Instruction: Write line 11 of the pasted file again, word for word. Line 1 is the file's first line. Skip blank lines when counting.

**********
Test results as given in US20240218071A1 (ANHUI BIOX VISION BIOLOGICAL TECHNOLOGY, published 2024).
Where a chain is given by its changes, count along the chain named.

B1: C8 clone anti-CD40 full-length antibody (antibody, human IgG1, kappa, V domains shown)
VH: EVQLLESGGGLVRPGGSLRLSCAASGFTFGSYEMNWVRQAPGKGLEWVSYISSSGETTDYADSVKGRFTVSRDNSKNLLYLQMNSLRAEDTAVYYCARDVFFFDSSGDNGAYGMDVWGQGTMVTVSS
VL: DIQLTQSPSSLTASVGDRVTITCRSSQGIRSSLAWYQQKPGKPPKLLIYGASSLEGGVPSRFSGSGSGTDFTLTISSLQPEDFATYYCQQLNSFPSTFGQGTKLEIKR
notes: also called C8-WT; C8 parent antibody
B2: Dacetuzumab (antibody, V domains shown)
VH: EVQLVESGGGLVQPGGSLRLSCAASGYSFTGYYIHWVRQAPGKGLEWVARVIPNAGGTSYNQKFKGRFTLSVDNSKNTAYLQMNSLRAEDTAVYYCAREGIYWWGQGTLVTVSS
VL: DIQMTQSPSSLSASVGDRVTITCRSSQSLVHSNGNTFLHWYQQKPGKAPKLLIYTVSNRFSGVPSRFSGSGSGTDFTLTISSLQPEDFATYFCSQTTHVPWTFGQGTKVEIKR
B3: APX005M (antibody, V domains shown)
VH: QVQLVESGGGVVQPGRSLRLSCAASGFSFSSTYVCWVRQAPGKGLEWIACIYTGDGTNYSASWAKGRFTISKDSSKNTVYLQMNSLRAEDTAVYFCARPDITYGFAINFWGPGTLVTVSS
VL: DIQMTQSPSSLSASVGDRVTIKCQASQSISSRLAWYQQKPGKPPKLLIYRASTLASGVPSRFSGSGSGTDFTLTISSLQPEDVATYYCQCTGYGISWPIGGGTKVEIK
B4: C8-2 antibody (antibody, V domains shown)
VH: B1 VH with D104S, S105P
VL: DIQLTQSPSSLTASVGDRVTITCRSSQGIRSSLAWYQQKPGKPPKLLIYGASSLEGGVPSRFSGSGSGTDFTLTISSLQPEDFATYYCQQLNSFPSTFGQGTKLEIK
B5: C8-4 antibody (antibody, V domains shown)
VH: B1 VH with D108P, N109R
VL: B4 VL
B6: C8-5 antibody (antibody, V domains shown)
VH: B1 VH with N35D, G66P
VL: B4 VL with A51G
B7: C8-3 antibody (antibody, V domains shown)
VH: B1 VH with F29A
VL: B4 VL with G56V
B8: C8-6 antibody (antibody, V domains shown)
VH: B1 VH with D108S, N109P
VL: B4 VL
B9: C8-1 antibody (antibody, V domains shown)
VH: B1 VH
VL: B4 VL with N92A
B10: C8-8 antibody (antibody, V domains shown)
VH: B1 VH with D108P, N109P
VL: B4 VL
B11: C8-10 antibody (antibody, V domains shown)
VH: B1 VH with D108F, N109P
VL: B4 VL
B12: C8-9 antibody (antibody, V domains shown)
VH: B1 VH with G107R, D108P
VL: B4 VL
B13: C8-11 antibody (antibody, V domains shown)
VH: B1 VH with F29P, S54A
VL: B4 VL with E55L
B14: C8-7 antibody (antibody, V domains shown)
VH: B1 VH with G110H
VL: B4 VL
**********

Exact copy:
VH: QVQLVESGGGVVQPGRSLRLSCAASGFSFSSTYVCWVRQAPGKGLEWIACIYTGDGTNYSASWAKGRFTISKDSSKNTVYLQMNSLRAEDTAVYFCARPDITYGFAINFWGPGTLVTVSS